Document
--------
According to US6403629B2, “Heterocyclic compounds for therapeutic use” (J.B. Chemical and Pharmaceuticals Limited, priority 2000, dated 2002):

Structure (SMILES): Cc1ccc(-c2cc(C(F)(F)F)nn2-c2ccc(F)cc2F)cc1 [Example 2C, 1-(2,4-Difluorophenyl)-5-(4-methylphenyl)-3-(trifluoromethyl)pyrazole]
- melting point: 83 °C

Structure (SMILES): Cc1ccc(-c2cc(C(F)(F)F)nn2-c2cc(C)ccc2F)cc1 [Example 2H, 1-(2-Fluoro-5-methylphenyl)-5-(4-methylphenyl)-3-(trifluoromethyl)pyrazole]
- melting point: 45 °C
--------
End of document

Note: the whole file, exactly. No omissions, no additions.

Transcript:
According to US6403629B2, “Heterocyclic compounds for therapeutic use” (J.B. Chemical and Pharmaceuticals Limited, priority 2000, dated 2002):

Structure (SMILES): Cc1ccc(-c2cc(C(F)(F)F)nn2-c2ccc(F)cc2F)cc1 [Example 2C, 1-(2,4-Difluorophenyl)-5-(4-methylphenyl)-3-(trifluoromethyl)pyrazole]
- melting point: 83 °C

Structure (SMILES): Cc1ccc(-c2cc(C(F)(F)F)nn2-c2cc(C)ccc2F)cc1 [Example 2H, 1-(2-Fluoro-5-methylphenyl)-5-(4-methylphenyl)-3-(trifluoromethyl)pyrazole]
- melting point: 45 °C